WISCONSIN - A new study from a conservative-leaning Madison-based think tank predicts the EPA carbon emission proposal would lead to higher energy prices. Opponents of the proposal will use the study to show how much the plan could cost Wisconsinites, but clean air advocates disagree.
The Clean Power Act would require Wisconsin to cut more than a third of carbon emissions based on 2005 levels by 2030. The regulations would target coal plants in Wisconsin.
Gary Radloff is the Director of Midwest Energy Policy Analysis at UW-Madison. He published a presentation discussing the EPA's Clean Power Act in early January. Radloff says coal generated 51 percent of Wisconsin's power in 2012, compared with a national average of 37 percent.
Radloff says Wisconsin would have to cut greenhouse gas emissions by 34 percent between 2012 and 2030 to comply with the law. The cut would rank Wisconsin 23rd ,in the middle of the pack, of other U.S. states.
Madison's MacIver Institute and the Beacon Hill Institute at Suffolk University in Boston recently published a study that looks at economic impact of the regulations on businesses, manufacturers and normal energy consumers.
The study argues that the average manufacturer would pay more than $100,000 a year for electricity in 2030. It also says consumers would pay $225 more for electricity in an average year than they do now. Eric Bott, Director of Environmental & Energy Policy for Wisconsin Manufacturers & Commerce thinks the entire proposal will hurt consumers and manufacturers.
"Any impact to manufacturing through additional utility rates really [does] impact our ability for jobs and ability of that sector to be successful," Bott said.
The study argues Wisconsin would lose 21,000 jobs because of the proposal. However, Clean Wisconsin Senior Policy Director Keith Reopelle sees it differently. According to the EPA's study, the Clean Power Plan will continue and accelerate the investments that states, cities, businesses and homeowners have been making to increase energy efficiency. Those investments reduce demand for electricity. The EPA projects that, when the Clean Power Plan is fully implemented, electricity bills would be reduced roughly eight percent nationally.
Reopelle also said he found a number of red flags in the MacIver study. One point in the study says the EPA's "aim to limit carbon emissions from coal-fired electricity power plants by cutting the allowable amount of emissions by more than half." However, as Radloff indicated, Wisconsin would need to cut greenhouse emissions by only 34 percent, not more than 50 percent.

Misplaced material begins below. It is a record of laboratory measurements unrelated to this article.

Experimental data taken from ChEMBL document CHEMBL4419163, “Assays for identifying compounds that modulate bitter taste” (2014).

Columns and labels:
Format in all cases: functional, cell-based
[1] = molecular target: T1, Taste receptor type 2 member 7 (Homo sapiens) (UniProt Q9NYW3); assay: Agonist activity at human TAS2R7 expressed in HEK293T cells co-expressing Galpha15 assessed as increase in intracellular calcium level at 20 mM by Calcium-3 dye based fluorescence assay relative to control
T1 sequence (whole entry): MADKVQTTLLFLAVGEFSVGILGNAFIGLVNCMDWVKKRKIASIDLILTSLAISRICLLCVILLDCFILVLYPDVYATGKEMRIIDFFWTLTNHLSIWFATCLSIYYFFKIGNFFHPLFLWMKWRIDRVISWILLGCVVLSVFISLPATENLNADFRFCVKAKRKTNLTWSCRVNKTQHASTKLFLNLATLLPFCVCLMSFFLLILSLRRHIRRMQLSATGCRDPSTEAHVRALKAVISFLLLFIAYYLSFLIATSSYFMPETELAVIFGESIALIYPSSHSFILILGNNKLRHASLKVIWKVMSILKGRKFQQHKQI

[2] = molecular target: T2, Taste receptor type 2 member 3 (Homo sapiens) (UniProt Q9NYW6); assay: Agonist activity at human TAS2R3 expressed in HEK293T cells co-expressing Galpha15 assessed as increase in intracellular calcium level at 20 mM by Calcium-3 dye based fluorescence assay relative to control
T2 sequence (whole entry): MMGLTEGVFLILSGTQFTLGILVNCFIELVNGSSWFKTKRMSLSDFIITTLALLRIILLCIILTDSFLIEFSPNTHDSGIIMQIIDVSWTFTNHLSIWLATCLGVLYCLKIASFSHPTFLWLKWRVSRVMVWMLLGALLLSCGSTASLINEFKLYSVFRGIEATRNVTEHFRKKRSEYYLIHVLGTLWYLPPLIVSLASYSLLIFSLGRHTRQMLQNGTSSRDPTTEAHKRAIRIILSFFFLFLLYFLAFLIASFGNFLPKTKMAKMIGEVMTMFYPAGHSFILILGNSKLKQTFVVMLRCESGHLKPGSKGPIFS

Reopelle also points to a section that estimates the new rules would cost new coal power plants in Wisconsin $165 million in 2030. But according to The Center for Media and Democracy's SourceWatch, a non-partisan non-profit organization based in Madison, there aren't any plans to build new coal plants here in Wisconsin. Reopelle doesn't think that outlook will change.
"If nobody proposes to build a new coal plant, there is going to be no cost of compliance," Reopelle said. "It seems odd. Nobody is really building coal plants right now, because they are way more expensive than a natural gas plant."
Bott, of the WMC, argues the plan won't make an overall impact on carbon emission levels when other countries, such as China and India, continue to build coal plants to keep up with population growth and energy demand.
According to the Global Coal Plant Tracker at EndCoal.org, China has 116,610 megawatts of plants under construction, with 218,310 additional megawatts in the planning stages. For scale, consider that the largest coal power plant in America is the Belews Creek Power Station in North Carolina. It generates 2,160 megawatts, according to the US Energy Information Administration.
"So we are really looking at a huge amount of financial pain, undertaking huge costs, costs that will drive up everyone's electricity bills in Wisconsin," Bott said. "That will make our manufacturers less competitive, make our job climate worse, for no measurable environmental benefit whatsoever."
Supporters of the plan argue the proposal gives President Obama emissions leverage with other countries. For example, in November China and the U.S. agreed to limit greenhouse gases. Reopelle believes that agreement wouldn't have happened without this proposal.
"It's all related," Reopelle said. "I think taking this action is probably the most important thing that can happen to get China to reduce their emissions."
Wisconsin will need to give its plan to the EPA by the end of June. We have more resources about the topic below.
MacIver Institute Study
SourceWatch China Coal Power Plants
Gary Radloff Director of Midwest Energy Policy Analysis PowerPoint